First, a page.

“There is one vital thing you must do when learning to ski,” my leathery-faced instructor growls at me in a heavy French accent, the stub of a browned, rolled-up cigarette dangling hypnotically from his cracked bottom lip.
I lean in: this is it, that pearl of wisdom that changes everything, the nugget which turns me from novice to pro, and something I’ll proudly pass on to future generations.
“Smile!” he shouts, lifting his ski poles into the crisp air, letting out a deep, throaty laugh. “It makes me look better!”
I’m in Avoriaz, the slopes up from Morzine in the Portes du Soleil resort in eastern France, hoping my instructor is a better skier than he is a funnyman.
Avoriaz is one of the 12 linked resorts either side of the French-Swiss border, which boast blacks, greens and everything in between with 280 slopes spread over 650km.
It’s also a buzzing party town, hosting the annual Rock The Pistes and Basscamp festivals.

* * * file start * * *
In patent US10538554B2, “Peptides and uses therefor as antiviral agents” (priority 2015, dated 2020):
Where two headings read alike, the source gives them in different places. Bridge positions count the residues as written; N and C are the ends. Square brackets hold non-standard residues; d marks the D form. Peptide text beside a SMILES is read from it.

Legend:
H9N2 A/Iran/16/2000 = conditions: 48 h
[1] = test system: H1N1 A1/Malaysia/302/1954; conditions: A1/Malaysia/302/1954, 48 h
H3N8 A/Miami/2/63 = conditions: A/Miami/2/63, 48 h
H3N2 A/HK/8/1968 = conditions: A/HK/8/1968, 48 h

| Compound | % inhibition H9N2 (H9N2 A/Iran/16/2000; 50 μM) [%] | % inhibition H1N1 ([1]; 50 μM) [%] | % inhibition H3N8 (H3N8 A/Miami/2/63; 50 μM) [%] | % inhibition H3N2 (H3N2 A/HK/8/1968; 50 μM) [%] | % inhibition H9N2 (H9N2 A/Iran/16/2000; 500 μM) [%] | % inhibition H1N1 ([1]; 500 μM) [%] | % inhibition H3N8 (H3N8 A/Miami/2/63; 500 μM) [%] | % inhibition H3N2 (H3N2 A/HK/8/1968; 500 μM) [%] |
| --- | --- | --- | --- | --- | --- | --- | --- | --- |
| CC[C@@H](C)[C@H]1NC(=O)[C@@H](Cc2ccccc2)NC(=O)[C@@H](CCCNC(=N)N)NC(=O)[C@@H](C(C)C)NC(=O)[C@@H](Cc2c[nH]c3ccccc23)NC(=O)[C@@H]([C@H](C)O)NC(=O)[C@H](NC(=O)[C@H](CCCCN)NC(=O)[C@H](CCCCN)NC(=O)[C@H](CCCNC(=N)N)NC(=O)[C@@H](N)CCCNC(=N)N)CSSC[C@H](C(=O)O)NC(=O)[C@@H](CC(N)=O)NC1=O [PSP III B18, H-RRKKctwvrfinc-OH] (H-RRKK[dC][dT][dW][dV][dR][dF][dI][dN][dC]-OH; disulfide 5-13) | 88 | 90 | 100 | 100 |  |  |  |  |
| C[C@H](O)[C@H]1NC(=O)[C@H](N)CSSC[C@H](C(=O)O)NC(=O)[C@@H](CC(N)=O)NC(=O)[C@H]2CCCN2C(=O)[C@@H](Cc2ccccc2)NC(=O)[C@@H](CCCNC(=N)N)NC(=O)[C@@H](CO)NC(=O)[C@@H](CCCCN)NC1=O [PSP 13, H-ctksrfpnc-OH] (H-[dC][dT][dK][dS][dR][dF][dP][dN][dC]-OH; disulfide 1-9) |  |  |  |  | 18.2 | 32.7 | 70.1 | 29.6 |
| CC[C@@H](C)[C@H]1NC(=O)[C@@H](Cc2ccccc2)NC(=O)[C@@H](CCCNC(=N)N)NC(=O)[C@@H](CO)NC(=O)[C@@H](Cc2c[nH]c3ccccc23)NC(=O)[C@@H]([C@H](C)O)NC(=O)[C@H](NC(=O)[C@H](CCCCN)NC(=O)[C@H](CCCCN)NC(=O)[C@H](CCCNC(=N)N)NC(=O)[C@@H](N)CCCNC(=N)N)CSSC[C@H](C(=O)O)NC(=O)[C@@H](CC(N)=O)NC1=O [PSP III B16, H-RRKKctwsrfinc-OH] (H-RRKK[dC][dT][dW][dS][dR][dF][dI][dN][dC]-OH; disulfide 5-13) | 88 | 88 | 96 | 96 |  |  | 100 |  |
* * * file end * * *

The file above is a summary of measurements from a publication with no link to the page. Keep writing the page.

“Follow me … bend your legs … shift your weight forward … not your shoulders … don’t twist your body … look down the mountain, not up … now turn,” shouts my instructor, who’s dressed in red from head to foot, including his boots, so I can’t lose him.
Apparently, I’m meant to relax and grin at the same time as all of the above.
We wind our way through the tree-lined runs of Avoriaz, past the jumps and the freestylers in the snow park, back to the safety of the slushy green route where I meet my mates for an afternoon of adventure.
But not before we’ve refuelled.
Heading to Les Trappeurs (lestrappeurs.com) on the slopes, we find an outside table and, with the sun on our backs, scoff pizzas with the biggest plates of frites I’ve ever seen, finishing off with a whisky-infused hot chocolate.
Then, we grab our skis and boards and head out to explore.
My friends are all more experienced on the snow than I am, and manage to plan our route while I’m still trying to work out where we are.
I follow their lead, playfully whizzing through the white stuff, as they belt in front of me, going off piste, as I stick to my almost-parallel turns.
Confidence buoyed simply by the fact I’m not holding them back too much, I pay little attention to where we’re going – missing the sign pointing to the blue run at Pointe de Mossette and going in the direction of the red instead.
Out of my depth, I panic. It looks a long way down and the slopes seem narrow and icy.